The Group rideIf you looked at the calendar recently and wondered where the “(Not so) off season” went, you're not alone.  If you're starting to sweat your fitness level a little bit because you've been lacking motivation to get on the indoor trainer and hammer out some miles, you're DEFINITELY not alone.  If you're thinking you have about 8 weeks until you should be riding with your buddies, racing or setting PRs in gran fondos, well, I'm right there with you.

That's why I'm running a six week e-Bootcamp to kick your fitness up a notch or two.

Each week, you'll receive an email with your weekly training plan, some relevant tips to help you achieve the week's goals and my expert guidance.  Here's what to expect:

  • A 6 week training plan, delivered each week of the camp.
  • Coaching support (just respond to your weekly email with questions)
  • Nutritional advice, training physiology concepts, mental toughness tips, recovery advice, and more delivered each week.

How much?  A few hundred dollars for 6 weeks of training plans, coaching support and training advice?  How about $60?  That's ten dollars per week.

Check out the e-Bootcamp information page for more detailed information.

There's no deadline, there's no catch.  You can do a 6 week intensive bootcamp any time you want with this program.

Recover Like A Pro (Podcast #50)

Have you ever heard that your body doesn't get stronger through training?  It's an odd thing to think about, but it's inherently true.  Training is the overloading stimulus that (hopefully) pushes your body beyond it's comfort zone.  Once you've pushed beyond the constraints of your fitness you need to allow the body to repair the damage that has been done to it and build it stronger for the next challenge.  But the recovery phase is something that many cyclists completely ignore, opting instead to sit on the sofa or worse, go for a recovery ride that turns into a workout.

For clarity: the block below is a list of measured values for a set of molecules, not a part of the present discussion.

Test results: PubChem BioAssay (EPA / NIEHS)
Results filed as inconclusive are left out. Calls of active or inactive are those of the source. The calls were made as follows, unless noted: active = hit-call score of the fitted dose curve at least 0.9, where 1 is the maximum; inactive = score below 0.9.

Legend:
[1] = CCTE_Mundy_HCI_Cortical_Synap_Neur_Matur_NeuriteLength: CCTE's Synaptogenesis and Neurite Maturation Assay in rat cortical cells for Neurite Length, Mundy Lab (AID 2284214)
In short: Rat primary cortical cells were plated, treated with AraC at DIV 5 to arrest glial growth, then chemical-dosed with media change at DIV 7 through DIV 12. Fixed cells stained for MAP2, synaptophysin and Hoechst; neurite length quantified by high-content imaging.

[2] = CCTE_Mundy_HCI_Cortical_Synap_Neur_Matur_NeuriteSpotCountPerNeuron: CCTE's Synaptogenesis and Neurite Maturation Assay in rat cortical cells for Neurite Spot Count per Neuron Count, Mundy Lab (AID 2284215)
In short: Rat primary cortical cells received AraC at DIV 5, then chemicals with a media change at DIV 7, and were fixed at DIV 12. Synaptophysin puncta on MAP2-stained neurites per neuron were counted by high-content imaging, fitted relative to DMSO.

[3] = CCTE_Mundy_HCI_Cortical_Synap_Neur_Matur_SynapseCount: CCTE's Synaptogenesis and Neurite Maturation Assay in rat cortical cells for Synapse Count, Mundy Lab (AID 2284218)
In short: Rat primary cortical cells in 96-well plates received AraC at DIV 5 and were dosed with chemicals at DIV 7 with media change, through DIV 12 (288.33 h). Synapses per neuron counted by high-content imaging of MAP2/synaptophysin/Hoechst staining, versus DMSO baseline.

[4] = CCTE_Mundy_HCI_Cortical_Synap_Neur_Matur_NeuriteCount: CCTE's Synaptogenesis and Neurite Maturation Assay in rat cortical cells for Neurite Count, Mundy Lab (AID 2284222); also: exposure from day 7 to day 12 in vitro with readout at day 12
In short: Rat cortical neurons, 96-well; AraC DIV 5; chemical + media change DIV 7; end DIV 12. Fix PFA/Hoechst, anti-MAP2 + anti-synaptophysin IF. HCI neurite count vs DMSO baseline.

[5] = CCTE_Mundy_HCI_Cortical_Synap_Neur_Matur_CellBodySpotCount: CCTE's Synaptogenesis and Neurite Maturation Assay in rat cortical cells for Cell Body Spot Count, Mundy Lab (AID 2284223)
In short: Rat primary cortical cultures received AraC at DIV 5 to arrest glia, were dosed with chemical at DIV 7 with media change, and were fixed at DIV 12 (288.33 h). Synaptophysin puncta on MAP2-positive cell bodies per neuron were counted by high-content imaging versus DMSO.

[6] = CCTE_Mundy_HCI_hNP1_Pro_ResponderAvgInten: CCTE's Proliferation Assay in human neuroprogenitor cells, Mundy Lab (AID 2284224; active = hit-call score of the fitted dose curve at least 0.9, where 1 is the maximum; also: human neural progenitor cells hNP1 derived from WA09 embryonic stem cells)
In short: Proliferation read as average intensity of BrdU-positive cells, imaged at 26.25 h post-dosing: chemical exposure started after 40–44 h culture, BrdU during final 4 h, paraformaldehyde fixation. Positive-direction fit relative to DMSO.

In today's 50th episode of the Tailwind Coaching Podcast, I'll detail some of the do's and don'ts of recovery, including:

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Fat, Fasting and Training Adaptation (Podcast #49)

Getting fat.  That's the last thing anyone wants to hear over the off season, especially during the holidays.  The simple fact is that the holidays are notorious for being able to pack the pounds onto a cyclist.  There are parties aplenty, goodies in the office (usually in the form of high-calorie desserts), feasts with family and the ever-present alcoholic beverage, just begging for you to imbibe.

It's easy to overdo it during the off season and find yourself in a hole come January. But there is a way to start melting off those excess inches that doesn't involve giving up tasty meals of spending hours per day on the trainer. And that simple way involves putting a little more fat in your gullet.

What?!

You heard me right. If you understand the physiology of how our body processes the fuel it is given, you'll be able to make some smart dietary choices.  And if you stick with some of those changes for the long term, you'll realize some performance benefits as well.

In this episode of the Tailwind Coaching Podcast, I'll get into some of the science behind nutrition and exercise adaptation.  You'll find the following information discussed in this episode: